American Indian College Fund Urges Supporters to Reject Proposed Federal Budget Cuts to Education as Betrayal of American Dream and Treaty Obligations

Cheryl Crazy Bull

Published May 25, 2017

DENVER — American Indian College Fund President and CEO Cheryl Crazy Bull issued the following statement with regard to President Trump’s fiscal year 2018 budget.

Unfortunately, the Trump administration’s federal budget released this week falls far short of meeting the federal government’s responsibilities with regard to Native education. If this budget were to pass or if portions of the budget pertaining to education pass Congressional review, our federal government would be expressly ensuring that education is no longer a viable path for a better life and a better future for millions of Americans. In addition, our federal government would be blatantly disregarding its federal trust responsibilities derived from the nation to nation relationships rooted in treaties.

Under this proposed budget, indigenous people, who already are severely underserved, would face additional and greater obstacles to education.  Without pathways to an affordable higher education our students’ dreams of better lives will die. Native students will no longer be able to access a higher education because the educational resources and social supports they need will no longer be there.

The American Indian College Fund joins the National Indian Education Association in voicing its serious concerns about the published proposed budget cuts, including opposing:

The proposed temporary suspension of construction of new Bureau of Indian Education (BIE) schools and proposed cuts to over BIE school budget by $64.4 million. BIE schools and students often face the greatest economic and sociological challenges; these substantial cuts are unconscionable.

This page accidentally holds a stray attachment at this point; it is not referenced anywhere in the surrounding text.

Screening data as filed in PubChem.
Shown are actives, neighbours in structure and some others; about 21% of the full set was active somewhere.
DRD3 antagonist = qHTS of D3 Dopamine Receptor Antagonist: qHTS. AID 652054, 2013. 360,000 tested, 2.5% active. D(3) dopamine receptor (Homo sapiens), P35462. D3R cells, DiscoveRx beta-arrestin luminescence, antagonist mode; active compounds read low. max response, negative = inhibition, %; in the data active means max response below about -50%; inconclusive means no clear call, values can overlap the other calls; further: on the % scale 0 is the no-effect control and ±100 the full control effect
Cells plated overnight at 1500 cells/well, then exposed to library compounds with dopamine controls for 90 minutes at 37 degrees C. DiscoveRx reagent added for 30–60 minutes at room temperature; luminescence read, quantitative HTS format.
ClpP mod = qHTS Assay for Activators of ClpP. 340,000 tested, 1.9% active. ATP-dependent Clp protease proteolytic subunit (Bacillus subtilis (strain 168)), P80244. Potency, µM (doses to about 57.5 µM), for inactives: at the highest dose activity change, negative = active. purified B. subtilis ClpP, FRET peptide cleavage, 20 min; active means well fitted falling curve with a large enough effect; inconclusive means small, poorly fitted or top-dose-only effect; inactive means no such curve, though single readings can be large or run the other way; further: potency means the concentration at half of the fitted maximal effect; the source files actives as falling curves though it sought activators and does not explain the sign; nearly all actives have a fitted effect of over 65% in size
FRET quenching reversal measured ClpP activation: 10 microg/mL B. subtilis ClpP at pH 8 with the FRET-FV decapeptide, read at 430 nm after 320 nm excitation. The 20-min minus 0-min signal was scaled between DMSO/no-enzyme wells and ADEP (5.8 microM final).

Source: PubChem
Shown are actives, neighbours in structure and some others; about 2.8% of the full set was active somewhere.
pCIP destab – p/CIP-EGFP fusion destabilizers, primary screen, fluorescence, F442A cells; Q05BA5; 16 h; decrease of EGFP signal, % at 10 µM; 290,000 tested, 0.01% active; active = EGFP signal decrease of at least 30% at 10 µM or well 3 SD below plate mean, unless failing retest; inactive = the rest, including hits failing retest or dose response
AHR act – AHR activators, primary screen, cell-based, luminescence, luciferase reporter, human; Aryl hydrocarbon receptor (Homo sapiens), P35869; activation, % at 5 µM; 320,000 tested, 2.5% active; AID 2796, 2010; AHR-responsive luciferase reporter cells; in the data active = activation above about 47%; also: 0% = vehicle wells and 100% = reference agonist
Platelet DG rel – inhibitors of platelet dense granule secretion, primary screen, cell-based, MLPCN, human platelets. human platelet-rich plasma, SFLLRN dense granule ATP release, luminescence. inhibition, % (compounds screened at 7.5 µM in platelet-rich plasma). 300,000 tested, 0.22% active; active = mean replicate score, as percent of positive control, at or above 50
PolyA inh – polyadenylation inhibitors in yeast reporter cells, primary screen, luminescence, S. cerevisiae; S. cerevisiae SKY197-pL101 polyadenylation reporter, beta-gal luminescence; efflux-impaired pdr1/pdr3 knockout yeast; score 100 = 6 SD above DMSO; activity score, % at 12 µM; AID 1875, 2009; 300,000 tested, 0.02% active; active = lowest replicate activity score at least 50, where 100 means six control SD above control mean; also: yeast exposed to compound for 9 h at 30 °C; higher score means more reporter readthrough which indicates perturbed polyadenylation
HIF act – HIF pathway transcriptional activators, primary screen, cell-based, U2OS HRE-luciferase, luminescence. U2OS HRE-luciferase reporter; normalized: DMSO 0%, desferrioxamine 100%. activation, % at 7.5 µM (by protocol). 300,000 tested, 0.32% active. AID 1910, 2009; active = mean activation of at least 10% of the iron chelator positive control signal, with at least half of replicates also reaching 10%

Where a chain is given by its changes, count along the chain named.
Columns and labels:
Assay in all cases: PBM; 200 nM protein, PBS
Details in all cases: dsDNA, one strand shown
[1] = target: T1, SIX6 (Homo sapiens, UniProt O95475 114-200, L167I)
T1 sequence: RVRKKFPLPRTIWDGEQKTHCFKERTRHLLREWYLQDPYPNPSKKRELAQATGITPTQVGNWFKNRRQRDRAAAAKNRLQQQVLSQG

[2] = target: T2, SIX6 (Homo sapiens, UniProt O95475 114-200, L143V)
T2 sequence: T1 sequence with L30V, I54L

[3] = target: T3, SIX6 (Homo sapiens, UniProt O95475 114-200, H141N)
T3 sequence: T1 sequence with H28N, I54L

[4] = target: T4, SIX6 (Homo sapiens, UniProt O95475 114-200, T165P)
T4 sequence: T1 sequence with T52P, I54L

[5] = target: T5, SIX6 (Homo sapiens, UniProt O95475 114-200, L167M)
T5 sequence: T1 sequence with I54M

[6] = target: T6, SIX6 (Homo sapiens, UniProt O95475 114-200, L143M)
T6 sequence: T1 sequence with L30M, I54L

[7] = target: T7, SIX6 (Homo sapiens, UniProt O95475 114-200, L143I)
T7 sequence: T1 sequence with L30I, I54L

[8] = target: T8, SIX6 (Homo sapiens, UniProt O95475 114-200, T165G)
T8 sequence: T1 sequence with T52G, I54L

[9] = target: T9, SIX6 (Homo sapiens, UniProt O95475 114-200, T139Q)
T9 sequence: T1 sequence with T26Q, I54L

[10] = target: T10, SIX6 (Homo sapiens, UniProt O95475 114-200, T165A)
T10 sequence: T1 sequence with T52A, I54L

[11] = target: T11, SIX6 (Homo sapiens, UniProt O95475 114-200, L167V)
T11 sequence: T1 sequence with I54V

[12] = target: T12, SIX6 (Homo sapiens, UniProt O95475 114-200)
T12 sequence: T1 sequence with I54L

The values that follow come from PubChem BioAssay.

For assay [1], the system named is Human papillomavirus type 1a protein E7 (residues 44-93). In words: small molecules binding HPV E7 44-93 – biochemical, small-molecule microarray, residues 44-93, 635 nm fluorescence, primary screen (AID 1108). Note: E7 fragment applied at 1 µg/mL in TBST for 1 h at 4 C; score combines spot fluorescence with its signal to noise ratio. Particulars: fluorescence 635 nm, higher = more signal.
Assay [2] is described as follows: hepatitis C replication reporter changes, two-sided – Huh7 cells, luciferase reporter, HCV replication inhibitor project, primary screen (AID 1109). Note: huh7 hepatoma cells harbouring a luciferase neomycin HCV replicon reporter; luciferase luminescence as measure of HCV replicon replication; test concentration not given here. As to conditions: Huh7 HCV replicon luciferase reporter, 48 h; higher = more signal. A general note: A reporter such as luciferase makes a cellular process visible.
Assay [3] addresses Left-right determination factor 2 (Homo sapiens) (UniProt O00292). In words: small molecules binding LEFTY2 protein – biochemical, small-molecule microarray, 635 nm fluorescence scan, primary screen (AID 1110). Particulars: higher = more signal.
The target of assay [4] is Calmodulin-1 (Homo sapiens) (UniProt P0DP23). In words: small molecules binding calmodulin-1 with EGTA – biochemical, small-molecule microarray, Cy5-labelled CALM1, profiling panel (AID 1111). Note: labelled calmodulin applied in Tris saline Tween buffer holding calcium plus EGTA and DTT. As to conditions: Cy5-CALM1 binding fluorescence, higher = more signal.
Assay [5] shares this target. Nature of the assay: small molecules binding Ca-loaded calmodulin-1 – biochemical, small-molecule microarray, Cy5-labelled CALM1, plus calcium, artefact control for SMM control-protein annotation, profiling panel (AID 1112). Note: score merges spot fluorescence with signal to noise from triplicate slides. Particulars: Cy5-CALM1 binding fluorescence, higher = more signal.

The proposed elimination of $65 million in funding for two programs that serve Alaska Native and Native Hawaiian students runs counter to the federal trust responsibility and jeopardizes these students’ education and futures. The finalized budget must fully fund these programs.

The proposed $782 million cut to the Perkins Loan Program would disproportionately impact Native students by creating additional barriers to a higher education for those who disproportionately suffer from poverty and see higher education as a path to a better future.

The proposed cuts would significantly reduce the Federal Work-Study program, an important source of funding for student employment at TCUs. Many indigenous students, especially those with dependents, rely upon work-study employment to supplement their income.

The elimination of $1.2 billion in after-school program funding at 21st Century Community Learning Centers would hit indigenous students hard. Native students are the most impoverished group in the nation, and rely upon the services provided through these programs to survive (including healthy food, tutoring services, and a safe and secure after-school care environment). Eliminating these programs directly undermines indigenous students’ health, safety, intellectual development, and ability to thrive.

The elimination of $2.2 billion in state grants that support instruction, including teacher professional development opportunities and class-size reduction programs, would also harm indigenous students by limiting educators’ ability to teach effectively to our nation’s most at-risk students. By refusing to invest in our students’ futures, we are saying we are throwing them—and our nation—away, by refusing to invest in the future of our nation.

The American Indian College Fund is asking supporters of equal education to:

Go to our advocacy web site to find their elected officials and contact them immediately and demand they reject the proposed budget cuts to the Department of Education and Department of Interior Indian Education budgets. These proposed cuts would harm our nation. Our nation’s economic competitiveness and security are at risk without investing in education. In addition, these cuts would effectively harm all American students, with students of color and low-income students impacted disproportionately, by limiting access to higher education through grants, student work opportunities, and programs that pave the way to a higher education.

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  1. richard smith 3 years ago
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